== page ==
“She knew I was in trouble and woke up her husband to join her in prayer. She busted a blood vessel in her head, and they found her in a pile of blood.”
Dunnington said if not for Ora, his brother Lloyd and his wife, “I always believed I wouldn’t have made it through the war.”
But he did make it, and he believed in the cause.
“That’s the reason I went. I don’t think any of the boys wanted to fight, but what are you going to do? Either we went there or they came here, and they were pretty close a time or two.”
Despite his injuries, he is yet to receive a Purple Heart. Paperwork had been destroyed and family is working on trying to secure the award for their hero.
After the war
Dunnington returned to New Castle in 1945, returning to Perfect Circle where he completed 23 years before transitioning to full-time Christian ministry in 1963. He became an evangelist and then pastor for congregations in Shirley, Muncie and Corydon.
He met Lucille after the war, marrying her on Aug. 29, 1947. They were married for over 53 years.
“She was a sweetheart, oh mercy she was a sweetheart,” he says of his bride. “She loved her family and oh dear, she loved her kids. She loved everybody. She couldn’t see no harm in nobody, never could …”
She passed away with Alzheimers in 2001.
The couple parented four children: Don (wife Jane) Dunnington of Oklahoma City; Gary (wife Kim) Dunnington of Indianapolis; Joy (husband Steve) Broad of Middletown and Cheryl (husband Robert) Spessert of Augusta, Georgia.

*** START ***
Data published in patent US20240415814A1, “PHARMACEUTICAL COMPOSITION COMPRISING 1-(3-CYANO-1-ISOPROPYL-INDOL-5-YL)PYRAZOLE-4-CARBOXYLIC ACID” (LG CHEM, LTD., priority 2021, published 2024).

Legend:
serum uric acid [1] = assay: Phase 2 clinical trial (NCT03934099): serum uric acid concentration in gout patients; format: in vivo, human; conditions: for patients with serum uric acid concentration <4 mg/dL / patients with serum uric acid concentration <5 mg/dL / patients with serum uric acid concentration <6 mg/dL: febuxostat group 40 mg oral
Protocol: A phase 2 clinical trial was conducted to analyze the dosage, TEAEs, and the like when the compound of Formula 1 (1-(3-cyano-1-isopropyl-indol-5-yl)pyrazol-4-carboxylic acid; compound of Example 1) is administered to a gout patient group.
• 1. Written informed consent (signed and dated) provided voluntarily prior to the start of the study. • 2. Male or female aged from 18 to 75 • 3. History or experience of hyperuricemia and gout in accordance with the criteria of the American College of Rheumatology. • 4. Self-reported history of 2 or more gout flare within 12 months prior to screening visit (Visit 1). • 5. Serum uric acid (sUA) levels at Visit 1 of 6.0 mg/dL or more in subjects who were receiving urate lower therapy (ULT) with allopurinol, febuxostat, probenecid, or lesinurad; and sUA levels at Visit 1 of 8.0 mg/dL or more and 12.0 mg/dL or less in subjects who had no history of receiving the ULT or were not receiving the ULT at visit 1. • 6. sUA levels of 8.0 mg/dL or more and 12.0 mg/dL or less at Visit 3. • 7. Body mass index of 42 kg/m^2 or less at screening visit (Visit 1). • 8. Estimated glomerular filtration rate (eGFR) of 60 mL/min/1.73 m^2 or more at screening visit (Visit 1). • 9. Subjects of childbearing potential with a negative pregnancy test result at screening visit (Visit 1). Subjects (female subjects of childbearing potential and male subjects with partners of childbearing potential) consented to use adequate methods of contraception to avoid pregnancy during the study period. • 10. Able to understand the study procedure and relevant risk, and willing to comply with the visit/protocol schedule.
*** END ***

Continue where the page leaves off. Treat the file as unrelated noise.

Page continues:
There are 12 grandchildren and 10 great-grandchildren.
Dunnington retired in New Castle in 1987 where he remained until moving in with his daughter Joy in 2016.
Son Don Dunnington says of his father, “Dad has modeled a deep faith and strong sense of personal integrity throughout my life. He emerged from a difficult background as a young man, was injured during the war and suffered other major setbacks along the way—yet built a strong and loving family and has lived a long life of service to God and others. I am grateful to be his son.”
The veteran became a Christ follower during a revival. “A lot of things changed in my life, it just turned around completely,” he said of his conversion. “But some of the hardest, hard men in the factory became some of my best friends. That’s all I want to do, see people get right with God. I’ve never lost that desire to this day, that’s what kept me going.”
For his birthday, family is asking for cards and photos from anyone who would like to send them. They will go into an album.
All four children will be there for his birthday and are making a memory blanket with all their family’s photos “so he can be covered in love when he sits in his chair,” says daughter Cheryl.
Greetings may be sent to George Dunnington, 4424 E. County Road 400 S., Middletown, IN 47356.